WAYNE GARRITY, SR.
MARYLAND STATE BOARD OF PLUMBING
December 4, 2015.
[Copyrighted Material Omitted]
Certiorari to the Court of Specail Appeals (Circuit Court for
Wicomico County) Donald C. Davis JUDGE.
BY Michael A. Davis (of Havertown, PA) on brief FOR
BY Joseph B. Spillman, Assistant Attorney General (Brian E.
Frosh, Attorney General of Maryland of Baltimore, MD) on
brief FOR RESPONDENT
C.J.,[*] Battaglia, Greene, Adkins, McDonald,
Watts, and Rodowsky, Lawrence F. (Retired, Specially
Assigned), JJ. Opinion by Battaglia, J., C.J. Adkins, J.,
concurs. Concurring Opinion by Adkins, J.
Md. 363] Barbera, C.J.
date, Maryland has not adopted formally the doctrine of
offensive non-mutual collateral estoppel. We are asked to
decide in the present case whether the doctrine is
permissible in this State and, further, whether it can be
invoked to grant preclusive effect to an administrative
order. We hold that offensive non-mutual collateral estoppel
was properly applied in this case, and that a Final Order
issued by an administrative body constitutes a " final
judgment" for purposes of granting that order preclusive
effect. We also hold that the civil penalty imposed upon
Petitioner, for the same conduct for which Petitioner was
civilly sanctioned in an earlier proceeding, does not violate
the Double Jeopardy Clause.
February 23, 2012, the Consumer Protection Division of
Maryland's Office of the Attorney General ("
CPD" ) issued a Statement of Charges and Petition for
Hearing against Petitioner, Wayne Garrity,
Sr., and his companies, All State Plumbing, Inc. and All
State Plumbing, Heating & Cooling, Inc. (" All
State" ). The CPD alleged that Petitioner and All State
engaged in unfair and deceptive trade practices in violation
of the Maryland Consumer Protection Act (" CPA" ).
See Md. Code Ann., Com. Law (" CL" )
§ 13-303 Petitioner, through All State, retained
unlicensed plumbers; failed to obtain required permits and
inspections for job sites; misrepresented to consumers that
his employees were licensed and would obtain the requisite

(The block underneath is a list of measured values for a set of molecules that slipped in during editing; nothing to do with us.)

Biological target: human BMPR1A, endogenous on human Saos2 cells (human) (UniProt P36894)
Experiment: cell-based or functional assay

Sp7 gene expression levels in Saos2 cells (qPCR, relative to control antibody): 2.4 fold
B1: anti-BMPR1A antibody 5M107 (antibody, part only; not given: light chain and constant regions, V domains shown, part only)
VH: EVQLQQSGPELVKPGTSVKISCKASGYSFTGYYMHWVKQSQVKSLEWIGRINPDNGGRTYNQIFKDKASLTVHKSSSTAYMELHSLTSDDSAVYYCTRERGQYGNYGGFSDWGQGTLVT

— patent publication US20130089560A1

permits and inspections; and charged consumers for services
he did not provide. Also on February 23, 2012, the CPD
entered an Order Granting Hearing and Notification of
Hearing, designating the Office of Administrative Hearings to
conduct the hearing on the Statement of Charges. (2011, 2013
Repl. Vol.). The CPD alleged
that, over a period spanning at [447 Md. 364] least five
years, Petitioner, through All State, retained unlicensed
plumbers; failed to obtain required permits and inspections
for job sites; misrepresented to consumers that his employees
were licensed and would obtain the requisite permits and
inspections; and charged consumers for services he did not
provide. Also on February 23, 2012, the CPD entered an Order
Granting Hearing and Notification of Hearing, designating the
Office of Administrative Hearings to conduct the hearing on
the Statement of Charges.
and Petitioner participated in a hearing on June 5 and 6,
2012, before an Administrative Law Judge (" ALJ" ),
as the designee of the CPD. At the hearing, the CPD
submitted 84 exhibits and called 24 witnesses to testify.
Petitioner submitted only one exhibit and called no witnesses
and, when called upon to testify by the CPD, invoked his
Fifth Amendment right against compelled self-incrimination.
Both parties submitted post-hearing Proposed Findings of Fact
and Conclusions of Law. The ALJ submitted a Proposed Decision
on [447 Md. 365] November 7, 2012, finding that Petitioner
violated the CPA as charged by the CPD. Neither party filed
exceptions to the Proposed Decision.
on January 3, 2013, the final decision maker designated by
the CPD in its quasi-judicial capacity issued written
findings of fact and conclusions of law. The designee found
that Petitioner, through All State, " engaged in a
longstanding and disturbing pattern of conduct involving
deception and deceit." The CPD designee found in
particular that Petitioner employed three plumbers whose
licenses had either expired or been suspended, and who
performed more than 6,000 plumbing jobs without a license.